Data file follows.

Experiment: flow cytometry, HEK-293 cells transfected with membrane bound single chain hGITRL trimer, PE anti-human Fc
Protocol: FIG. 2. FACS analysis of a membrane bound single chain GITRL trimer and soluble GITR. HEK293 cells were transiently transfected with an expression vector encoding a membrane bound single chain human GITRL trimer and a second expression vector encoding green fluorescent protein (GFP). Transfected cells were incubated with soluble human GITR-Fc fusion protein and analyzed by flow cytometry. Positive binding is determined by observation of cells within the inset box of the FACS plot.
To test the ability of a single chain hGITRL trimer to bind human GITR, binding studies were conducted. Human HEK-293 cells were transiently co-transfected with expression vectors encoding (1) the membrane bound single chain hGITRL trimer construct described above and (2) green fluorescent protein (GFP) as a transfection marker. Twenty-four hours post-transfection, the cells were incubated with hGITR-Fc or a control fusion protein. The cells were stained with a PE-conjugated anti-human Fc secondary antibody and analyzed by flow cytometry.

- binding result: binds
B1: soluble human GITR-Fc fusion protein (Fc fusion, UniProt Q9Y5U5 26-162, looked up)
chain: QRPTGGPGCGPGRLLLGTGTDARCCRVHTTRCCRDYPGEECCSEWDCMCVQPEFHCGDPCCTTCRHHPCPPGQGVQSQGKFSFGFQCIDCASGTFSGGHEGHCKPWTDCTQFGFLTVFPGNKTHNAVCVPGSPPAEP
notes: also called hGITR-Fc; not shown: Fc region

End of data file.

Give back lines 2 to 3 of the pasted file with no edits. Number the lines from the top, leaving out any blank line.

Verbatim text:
Protocol: FIG. 2. FACS analysis of a membrane bound single chain GITRL trimer and soluble GITR. HEK293 cells were transiently transfected with an expression vector encoding a membrane bound single chain human GITRL trimer and a second expression vector encoding green fluorescent protein (GFP). Transfected cells were incubated with soluble human GITR-Fc fusion protein and analyzed by flow cytometry. Positive binding is determined by observation of cells within the inset box of the FACS plot.
To test the ability of a single chain hGITRL trimer to bind human GITR, binding studies were conducted. Human HEK-293 cells were transiently co-transfected with expression vectors encoding (1) the membrane bound single chain hGITRL trimer construct described above and (2) green fluorescent protein (GFP) as a transfection marker. Twenty-four hours post-transfection, the cells were incubated with hGITR-Fc or a control fusion protein. The cells were stained with a PE-conjugated anti-human Fc secondary antibody and analyzed by flow cytometry.